10 steps to reduce the impact of the Imposter Syndrome

By Matheus Tait

Let me start this by introducing myself. I’m Matheus and I’ve worked on different positions in different projects and verticals, on companies and research institutes: development, business analysis, requirements analysis, technical leadership, innovation policies, and project management. Over time I’ve moved on to senior leadership roles and the past few years I am serving as Managing Director for Thoughtworks Spain and also part of the company’s global leadership team.

A few weeks ago, I had a session with one of my mentees. He asked me to talk a little bit about the famous: Imposter Syndrome. To prepare myself for this session, I took notes of stuff that helped me to overcome my own Imposter Syndrome in the past. At the end, we had an amazing discussion! So I decided to remove all personal examples and anecdotal stories and share what was left here. I did not invent most of these items, I have collected them from books, presentations, and articles I have read and a few are from personal insights. But everything here is related to practices I’ve tried personally and have worked for me. Without further ado, here are the 10 steps to reduce the impact the Imposter Syndrome has on you:

1. Break the silence

  • Talk about it with someone you trust from time to time.
  • Understand that everyone feels it.
  • Give names to your feelings (This is a powerful tool used in therapy sessions)

2. Separate feelings from facts

  • There are times you’ll feel foolish. It happens to everyone from time to time. Realize that just because you may feel foolish, doesn’t mean you are.
  • Measure your results and the results of the teams you lead. Focus on that, not on your negative feelings.

3. Ask for feedback

  • Ask for specific feedback on areas you may feel as an Imposter. Say you think you are not doing well on communication, you can go to someone you trust and ask: “How did I do on the last presentation? Anything I should do differently?” You’ll be surprised with the results.

4. Focus on the positive

  • Celebrate your wins, really.
  • Accept positive feedback, do not always diverge from them by bringing the team or others. Just say thank you.
  • Focusing on the positive and on the solutions instead of focusing on the problems will get you and your team to an amazing place.

5. Develop a healthy response to failure and mistake making

  • Making mistakes, learning with them and pivoting is how we grow. The day you stop making mistakes you’ll be stuck!
  • “Build — Learn-Improve — Build again” is way better than falling into the “Build — Build — Build” trap.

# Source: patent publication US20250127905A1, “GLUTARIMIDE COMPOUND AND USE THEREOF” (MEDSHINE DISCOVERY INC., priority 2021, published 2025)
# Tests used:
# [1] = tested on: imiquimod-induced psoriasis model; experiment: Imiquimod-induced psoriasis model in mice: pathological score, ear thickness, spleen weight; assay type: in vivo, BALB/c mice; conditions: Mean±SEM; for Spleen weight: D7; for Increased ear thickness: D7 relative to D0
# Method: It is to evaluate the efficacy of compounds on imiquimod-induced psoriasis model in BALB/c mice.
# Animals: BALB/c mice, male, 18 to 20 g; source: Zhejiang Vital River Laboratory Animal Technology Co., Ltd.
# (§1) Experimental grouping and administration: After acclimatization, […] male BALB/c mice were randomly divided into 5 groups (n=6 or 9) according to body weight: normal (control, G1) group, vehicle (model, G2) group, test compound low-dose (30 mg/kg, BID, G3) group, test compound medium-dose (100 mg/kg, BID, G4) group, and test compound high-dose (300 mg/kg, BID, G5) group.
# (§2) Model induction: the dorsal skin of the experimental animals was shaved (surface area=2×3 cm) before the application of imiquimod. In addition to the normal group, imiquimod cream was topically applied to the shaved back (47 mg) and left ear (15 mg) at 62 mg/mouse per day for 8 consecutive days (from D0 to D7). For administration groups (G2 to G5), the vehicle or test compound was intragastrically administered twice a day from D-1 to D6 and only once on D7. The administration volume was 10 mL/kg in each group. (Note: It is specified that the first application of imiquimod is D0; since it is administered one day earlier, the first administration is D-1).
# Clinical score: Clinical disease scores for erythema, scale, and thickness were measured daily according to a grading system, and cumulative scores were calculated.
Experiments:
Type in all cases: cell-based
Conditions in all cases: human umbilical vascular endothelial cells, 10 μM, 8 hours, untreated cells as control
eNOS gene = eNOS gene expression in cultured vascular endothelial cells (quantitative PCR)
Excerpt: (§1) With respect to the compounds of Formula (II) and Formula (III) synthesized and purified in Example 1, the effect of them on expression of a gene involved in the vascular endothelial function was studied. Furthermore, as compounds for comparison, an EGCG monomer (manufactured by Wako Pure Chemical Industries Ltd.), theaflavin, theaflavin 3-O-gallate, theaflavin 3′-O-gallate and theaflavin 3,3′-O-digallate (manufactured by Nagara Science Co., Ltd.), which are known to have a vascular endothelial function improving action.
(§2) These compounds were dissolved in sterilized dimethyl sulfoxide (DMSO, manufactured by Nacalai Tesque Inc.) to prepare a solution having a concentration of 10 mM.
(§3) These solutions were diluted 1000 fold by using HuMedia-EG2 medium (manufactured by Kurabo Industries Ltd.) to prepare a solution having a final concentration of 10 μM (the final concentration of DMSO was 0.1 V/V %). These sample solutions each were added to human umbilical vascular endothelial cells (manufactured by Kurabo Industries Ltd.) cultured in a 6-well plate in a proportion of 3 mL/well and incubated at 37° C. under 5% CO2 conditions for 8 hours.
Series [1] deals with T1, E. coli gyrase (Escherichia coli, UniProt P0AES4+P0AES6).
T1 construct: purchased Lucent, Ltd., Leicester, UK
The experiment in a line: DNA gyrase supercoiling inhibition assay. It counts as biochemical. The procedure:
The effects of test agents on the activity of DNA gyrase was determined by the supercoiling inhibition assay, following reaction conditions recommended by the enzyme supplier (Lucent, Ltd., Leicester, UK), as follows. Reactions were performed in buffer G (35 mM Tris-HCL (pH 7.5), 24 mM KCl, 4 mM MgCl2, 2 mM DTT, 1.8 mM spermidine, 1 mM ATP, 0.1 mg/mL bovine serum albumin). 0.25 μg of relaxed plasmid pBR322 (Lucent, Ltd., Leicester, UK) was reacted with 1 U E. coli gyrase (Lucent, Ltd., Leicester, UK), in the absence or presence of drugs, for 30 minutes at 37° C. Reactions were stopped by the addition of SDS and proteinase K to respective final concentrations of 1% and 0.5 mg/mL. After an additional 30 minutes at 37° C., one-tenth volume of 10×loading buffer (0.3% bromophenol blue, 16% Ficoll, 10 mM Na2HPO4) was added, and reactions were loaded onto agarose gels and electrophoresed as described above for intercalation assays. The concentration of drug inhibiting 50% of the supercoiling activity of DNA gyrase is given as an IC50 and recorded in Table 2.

6. You do not need to know everything in advance, you can ask for help

  • If you’ve been operating under misguided rules like: “I should always know the answer,” or “Never ask for help”, rethink. A good leader will acknowledge when they do not have the answer, and that is fine.
  • Recognize that you have just as much right as the next person to be wrong
  • Showing vulnerability is not a bad thing.

7. Understand your triggers/symptoms

  • “Oh my God everyone here is brilliant” thoughts like these, are very likely to be a trigger for Imposter Syndrome. Try to understand what are the triggers or symptoms of your Imposter feelings and get more and more aware of that.
  • Being a minority in a group (age, gender, tenure, ethnicity, etc.) can also be triggering.
  • New roles, new teams, new clients… are usually triggers.
  • Recognize your triggers and what emotions they triggered. Only by doing that, eventually they lose power over you.

8. Accept that you do bring something to the table

  • Everyone is unique and can contribute. You are not here by mistake.

9. Fake it ‘till you make it

  • Feeling an Imposter and having fear is a common pattern.
  • Fear has a biological reason to exist. In Thoughtworks Brazil we say “Courage is not lack of fear, but doing it anyways even when afraid”.
  • The problem is if it becomes pathological, if that’s the case, try these steps here and/or ask for help.
  • The more you act confident within your capabilities, the more you will feel confident and show it to the world.

10. Find ways to be spontaneous

  • Put some limits on the last one, fake it ‘till you make it.
  • Using “masks” all the time, or making a conscious effort to “behave” or “prove yourself” all the time requires a lot of mental energy that could be used for creativity instead.
  • I suggest you find out what kind of environment makes you more spontaneous and leverage it.
  • Being spontaneous will bring the best out of us.

And to wrap up, Imposter Syndrome still happens from time to time. The trick is not to give up, follow these steps and you will see how gradually your confidence in yourself and your abilities will increase.

Originally published at https://www.thoughtworks.com on 6th August

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